It’s easy for some to think that our work at Show Your Soft Side is all fun and games, particularly on the eve of our signature event, Pawject Runway. We’ve been rolling out photos from last year’s event, which depict a room of 800+ people with grins from ear-to-ear.
Softies have that effect on people, particularly when they’re holding animals, but in all seriousness, we credit them for the success of our campaign. Our mission is to stop the despicable, cowardly and often-violent crime of animal cruelty. It’s a crime that often makes people turn away, but the campaign has proven effective because it engages people and draws them in. Our workload has increased exponentially because we must now harness the strengths and talents of 150 Softies, many of whom have become ambassadors for the cause.
Last fall we received a call from the Animal Welfare Institute (AWI) of Washington, D.C., which has been working to garner support for and passage of the Wounded Warrior Service Dog Act, sponsored by Rep. Jim McGovern (D-MA), that would provide increased funding to organizations that pair service dogs with wounded veterans. AWI inquired if any Softies would be willing to speak at a briefing for Congressional staffers and Softies Matthew White and John Rallo agreed to help. Matthew is a wounded combat veteran from the 82nd Airborne who credits his dogs with much of his recovery after suffering a devastating leg injury from an IED explosion. John is one of our inaugural Softies – and our first “cat guy,” who happens to be an extraordinarily passionate and gifted public speaker.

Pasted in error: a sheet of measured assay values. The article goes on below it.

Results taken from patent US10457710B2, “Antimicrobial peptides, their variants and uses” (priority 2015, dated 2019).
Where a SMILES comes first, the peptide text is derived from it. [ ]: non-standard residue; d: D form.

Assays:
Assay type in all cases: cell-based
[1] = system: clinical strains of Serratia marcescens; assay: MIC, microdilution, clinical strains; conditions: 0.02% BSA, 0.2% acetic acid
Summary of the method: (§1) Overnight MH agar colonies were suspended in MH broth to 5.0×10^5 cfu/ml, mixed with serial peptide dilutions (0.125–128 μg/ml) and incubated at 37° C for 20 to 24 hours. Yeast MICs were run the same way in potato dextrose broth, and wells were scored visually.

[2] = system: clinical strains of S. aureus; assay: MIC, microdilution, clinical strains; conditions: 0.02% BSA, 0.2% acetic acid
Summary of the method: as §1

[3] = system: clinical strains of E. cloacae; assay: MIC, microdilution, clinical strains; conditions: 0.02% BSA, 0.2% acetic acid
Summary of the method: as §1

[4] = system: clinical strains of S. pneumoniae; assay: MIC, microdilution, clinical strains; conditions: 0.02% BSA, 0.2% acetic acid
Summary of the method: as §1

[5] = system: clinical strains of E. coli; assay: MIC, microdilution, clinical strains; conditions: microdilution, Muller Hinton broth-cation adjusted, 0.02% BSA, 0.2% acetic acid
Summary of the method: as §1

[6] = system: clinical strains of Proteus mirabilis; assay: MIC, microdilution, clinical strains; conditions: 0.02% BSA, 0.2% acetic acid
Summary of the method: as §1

This was John Rallo’s second trip to Capitol Hill. In 2014, he spoke against breed specific legislation to a crowd on the lawn of the Capitol at the One Million Pibble March that Rebecca Corry – our first female Softie — organized. John had never spoken inside the elegant walls of the Capitol building itself and came prepared in a suit and with notes. On the drive down he asked, “Hey, do you have a lint brush? I always keep one in my car.” Yes, our Softies make us smile too.
We met Matthew, who knew his way around, as he previously worked as an intern in Veterans Affairs. Heads turned as he walked into the room and his eyes opened wide upon seeing the standing-room only crowd. “These briefings are generally not well attended,” he noted. Matthew soon recognized another speaker, Patrick Downes, a fellow patient with him at Walter Reed and a victim (along with his wife) of the Boston Marathon bombing. The reunion was a reminder of how many of us have experienced the therapeutic benefits of dogs and that the universe is indeed small.
Matthew White was the first and only veteran to speak. He described his experience in Afghanistan and the challenges of recovering from an injury that required his leg to be amputated below the knee. In his usual understated fashion, Matthew was not overly dramatic. “I became depressed and began relying more and more on alcohol to fall asleep.” He credited his beloved Nike from the Washington Humane Society with helping him. Matthew is a genuine speaker who never puts on airs. “But don’t get me wrong. I’m going to Puerto Rico tomorrow for vacation and I’ll have a few beers.”
After several subject matter experts took the podium, John Rallo was the final speaker. He discussed a new study that Perdue University just released documenting the benefits of pairing service dogs with combat veterans. While not a veteran himself, he spoke of the therapeutic benefits that animals have provided to his father, an Alzheimer’s patient. Afterwards, several asked if he would be willing to testify in the future.
We are proud of our Softie ambassadors who remind us that compassion and empathy are good, but not enough. We must use our limited time to take action and use our voices if we ever want to move the needle on causes that matter. Yesterday, our Softies did just that.